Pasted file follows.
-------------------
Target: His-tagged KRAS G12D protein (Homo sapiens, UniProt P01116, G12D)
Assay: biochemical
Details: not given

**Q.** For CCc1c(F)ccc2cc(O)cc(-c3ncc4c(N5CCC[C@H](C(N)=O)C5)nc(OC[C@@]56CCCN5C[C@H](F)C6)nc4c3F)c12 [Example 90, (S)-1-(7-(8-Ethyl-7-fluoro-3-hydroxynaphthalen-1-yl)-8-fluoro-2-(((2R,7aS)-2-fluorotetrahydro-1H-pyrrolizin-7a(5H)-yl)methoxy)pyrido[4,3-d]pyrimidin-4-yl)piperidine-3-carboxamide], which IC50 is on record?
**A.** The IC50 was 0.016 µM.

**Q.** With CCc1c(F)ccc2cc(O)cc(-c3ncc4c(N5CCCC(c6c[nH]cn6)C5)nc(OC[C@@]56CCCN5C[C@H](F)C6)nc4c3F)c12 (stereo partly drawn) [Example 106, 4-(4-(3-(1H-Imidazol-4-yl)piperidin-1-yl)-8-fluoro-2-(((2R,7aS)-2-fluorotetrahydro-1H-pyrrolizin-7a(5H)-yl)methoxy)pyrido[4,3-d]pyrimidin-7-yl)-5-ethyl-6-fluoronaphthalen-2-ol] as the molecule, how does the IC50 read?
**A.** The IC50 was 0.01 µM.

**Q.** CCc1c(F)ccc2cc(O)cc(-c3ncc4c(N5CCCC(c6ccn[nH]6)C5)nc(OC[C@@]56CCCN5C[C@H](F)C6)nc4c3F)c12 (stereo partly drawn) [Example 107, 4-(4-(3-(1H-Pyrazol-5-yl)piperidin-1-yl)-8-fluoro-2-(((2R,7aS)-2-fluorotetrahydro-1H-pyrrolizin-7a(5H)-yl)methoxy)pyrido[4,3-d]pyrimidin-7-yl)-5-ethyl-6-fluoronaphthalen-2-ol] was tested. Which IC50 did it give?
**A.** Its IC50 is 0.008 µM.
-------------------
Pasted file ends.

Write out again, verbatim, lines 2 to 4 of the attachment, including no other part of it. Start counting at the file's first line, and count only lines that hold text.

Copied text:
Assay: biochemical
Details: not given

**Q.** For CCc1c(F)ccc2cc(O)cc(-c3ncc4c(N5CCC[C@H](C(N)=O)C5)nc(OC[C@@]56CCCN5C[C@H](F)C6)nc4c3F)c12 [Example 90, (S)-1-(7-(8-Ethyl-7-fluoro-3-hydroxynaphthalen-1-yl)-8-fluoro-2-(((2R,7aS)-2-fluorotetrahydro-1H-pyrrolizin-7a(5H)-yl)methoxy)pyrido[4,3-d]pyrimidin-4-yl)piperidine-3-carboxamide], which IC50 is on record?